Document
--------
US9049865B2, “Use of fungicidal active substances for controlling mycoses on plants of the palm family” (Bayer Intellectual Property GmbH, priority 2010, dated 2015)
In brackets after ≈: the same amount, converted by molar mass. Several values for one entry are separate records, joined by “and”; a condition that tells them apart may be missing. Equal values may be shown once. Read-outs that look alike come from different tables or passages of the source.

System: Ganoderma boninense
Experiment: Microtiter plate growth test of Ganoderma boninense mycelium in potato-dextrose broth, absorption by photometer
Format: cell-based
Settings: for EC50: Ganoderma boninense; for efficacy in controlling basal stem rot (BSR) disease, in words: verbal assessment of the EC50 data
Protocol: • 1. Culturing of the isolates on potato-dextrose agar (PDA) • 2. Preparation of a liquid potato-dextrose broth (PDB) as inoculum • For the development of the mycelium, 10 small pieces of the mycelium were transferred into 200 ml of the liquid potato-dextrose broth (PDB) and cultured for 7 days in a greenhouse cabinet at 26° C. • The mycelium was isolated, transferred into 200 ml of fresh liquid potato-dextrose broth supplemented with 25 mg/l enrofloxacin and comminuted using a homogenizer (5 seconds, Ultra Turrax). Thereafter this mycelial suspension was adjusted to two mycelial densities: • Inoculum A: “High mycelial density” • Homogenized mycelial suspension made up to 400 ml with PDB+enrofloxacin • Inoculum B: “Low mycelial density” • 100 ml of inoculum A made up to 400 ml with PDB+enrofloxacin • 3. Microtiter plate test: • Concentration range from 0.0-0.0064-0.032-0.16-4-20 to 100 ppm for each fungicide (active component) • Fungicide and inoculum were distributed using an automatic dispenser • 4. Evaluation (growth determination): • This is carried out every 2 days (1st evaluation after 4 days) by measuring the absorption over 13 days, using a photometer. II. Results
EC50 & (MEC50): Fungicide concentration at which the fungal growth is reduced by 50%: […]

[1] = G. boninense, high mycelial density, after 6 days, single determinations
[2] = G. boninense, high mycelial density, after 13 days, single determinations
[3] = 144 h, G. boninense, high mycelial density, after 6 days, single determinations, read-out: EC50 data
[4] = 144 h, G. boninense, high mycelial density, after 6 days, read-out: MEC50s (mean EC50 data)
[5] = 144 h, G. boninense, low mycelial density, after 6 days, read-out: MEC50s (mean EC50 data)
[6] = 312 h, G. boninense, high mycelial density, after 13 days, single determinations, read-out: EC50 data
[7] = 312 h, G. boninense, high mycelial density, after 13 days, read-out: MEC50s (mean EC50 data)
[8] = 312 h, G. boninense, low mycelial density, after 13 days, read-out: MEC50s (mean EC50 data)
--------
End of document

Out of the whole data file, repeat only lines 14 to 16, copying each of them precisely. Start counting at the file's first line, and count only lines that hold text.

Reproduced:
[6] = 312 h, G. boninense, high mycelial density, after 13 days, single determinations, read-out: EC50 data
[7] = 312 h, G. boninense, high mycelial density, after 13 days, read-out: MEC50s (mean EC50 data)
[8] = 312 h, G. boninense, low mycelial density, after 13 days, read-out: MEC50s (mean EC50 data)